To one holding the doctrine of becoming, every moment even as it passes matters much, yet Mr. Judge tells us that "the soul of all is measured by the whole of Time and not by a part." He enlarges upon this in a reply to an inquiry evidently put to him by his correspondent. "You ask about the 'moment of choice.' It is made up of all moments. it is not in space or time, but is the aggregation of those moments flying by us each instant. it is referred a period not yet arrived for the race, when it will as a whole be compelled to make choice for good or evil" (Letters, p. 5). This is a true view of inner direction; no one moment, however apparently meaningful, really determines it; rather does every moment, however unconsciously lived and used, have its cumulative effect on the individual, so that a crisis, if it come, must needs be dealt with by him as he then is. But that, Mr. Judge warns us, is by no means the end of the matter. "Even if it"—the choice for good or evil—"be presented to him and he refuse, he will be brought to the choice in future existences." Then will he find, as already stated, that that moment is made up of all his moments.

A solemn thought, and one that we may flinch from believing, fearing that as our progress is lamentably slow, the moment when it comes may find us unready. But again Mr. Judge draws encouragement from the doctrine of Becoming, in which the tiny fleeting moments play so important a part. "The processes of preparation go silently on till the individual, all unconscious, reaches the moment when the one needed force touches him, and then every prepared constituent falls instantly into place and the being is—as it were—reconstructed at once. Conceptions, relations, aims are revolutionized."

How this comes about must remain a mystery to us, we looking at our life's events mainly from the outside and often misjudging them. We may have to go a pretty long journey into time before realizing that what seemed "all wrong" for us was in reality "all right." Again Mr. Judge speaks his word of wisdom. "It is best not to inquire into some of the mysteries of life, but surely a full reliance upon the Spirit within and upon the law that the hands that smite us are our own, will relieve the pressure of some events that seem mysteries. I find the greatest consolation in these reflections, and then I see that each moment is mine, and that when gone it is passed and merged into the sum of my being; and so I must strive to Be. Thus I may hope to become in time the conscious possessor of the whole Being."

This ultimate goal of Being, as opposed to the ever-changing flow of becoming, is to be attained to moment by moment, which is why anything that Mr. Judge has to say of these often disregarded, even despised, scraps of time is so valuable. Yet none could speak with greater insight than he of the mystery of Time itself. We have two fine articles from his pen on this great subject, the one on "Cycles," to be found in The Heart Doctrine, the other, on "Cyclic Impression and Return and Our Evolution," a reprint of the lecture delivered by him before the Convention of the American Section of the Theosophical Society, held at Chicago in April 1892 (U.L.T. Pamphlet No. 24). in THE THEOSOPHICAL MOVEMENT for October 1991 appeared an equally valuable reprint of another of his addresses, this time on "Cycles and Cyclic Law," delivered to the Theosophical Congress at the Parliament of Religions, Chicago World's Fair, in September 1893.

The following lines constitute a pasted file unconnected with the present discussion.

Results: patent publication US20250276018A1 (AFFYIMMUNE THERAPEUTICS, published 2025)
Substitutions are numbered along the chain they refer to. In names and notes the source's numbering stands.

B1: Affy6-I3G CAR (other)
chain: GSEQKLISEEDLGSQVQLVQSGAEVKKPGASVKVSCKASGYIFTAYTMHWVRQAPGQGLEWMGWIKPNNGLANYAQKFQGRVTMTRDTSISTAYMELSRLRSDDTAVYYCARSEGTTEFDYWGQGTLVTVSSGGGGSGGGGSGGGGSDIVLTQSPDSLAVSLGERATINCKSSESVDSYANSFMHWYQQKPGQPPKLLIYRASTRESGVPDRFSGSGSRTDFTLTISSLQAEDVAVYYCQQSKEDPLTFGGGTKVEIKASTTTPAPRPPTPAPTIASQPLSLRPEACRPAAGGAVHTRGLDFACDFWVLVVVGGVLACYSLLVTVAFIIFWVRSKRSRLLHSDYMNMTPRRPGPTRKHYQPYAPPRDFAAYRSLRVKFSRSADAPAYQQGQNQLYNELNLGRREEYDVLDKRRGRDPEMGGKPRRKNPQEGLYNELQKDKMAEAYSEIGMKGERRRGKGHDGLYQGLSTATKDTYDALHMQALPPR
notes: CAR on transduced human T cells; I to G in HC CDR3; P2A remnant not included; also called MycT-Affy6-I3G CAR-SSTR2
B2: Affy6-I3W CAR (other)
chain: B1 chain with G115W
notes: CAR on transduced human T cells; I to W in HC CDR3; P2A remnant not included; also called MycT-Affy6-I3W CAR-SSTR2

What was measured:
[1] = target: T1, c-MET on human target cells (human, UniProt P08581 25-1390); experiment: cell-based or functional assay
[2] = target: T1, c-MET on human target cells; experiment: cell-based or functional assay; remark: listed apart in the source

In all of these he sounds the depths and they call for close study, for he is dealing with what Patanjali himself sees as a most recondite theme. Says that Sage in Book III of his Yoga Aphorisms (Verse 53): "A great and most subtile knowledge springs from the discrimination that follows upon concentration of the mind performed with regard to the relation between moments and their order." On this Mr. Judge comments: "Patanjali speaks of ultimate divisions of time which cannot be further divided, and of the order in which they precede and succeed each other. It is asserted that a perception of these minute periods can be acquired, and the result will be that he who discriminates thus goes on to greater and wider perception of principles in nature which are so recondite that modern philosophy does not even know of their existence."

The mere perusal of these words may quicken in us a sense of the deep mystery and sublime order prevailing in the cosmos. But understanding is far beyond us. And what matter? More immediate are the tiny sons of Kala.

It is with these that Mr. Judge would have us concern ourselves. He does not bid us look at "the grand clock of the Universe," as he calls it, but he speaks for all of us when he claims, "Each moment is mine," and urges, "In every moment strive for that moment."

Fellow students, let us keep watch. Let us have done with "stray moments." Rather let us seize them, even as Mr. Judge did, in their flight. So acting, or endeavouring to act, we have his assurance, backed by his wisdom and experience, "When the hour strikes it will then find you ready."

There is one eternal Law in nature, one that always tends to adjust contraries and to produce final harmony. It is owing to this law of spiritual development superseding the physical and purely intellectual, that mankind will become freed from its false gods and find itself finally—SELF-REDEEMED.

The Secret Doctrine, II, 420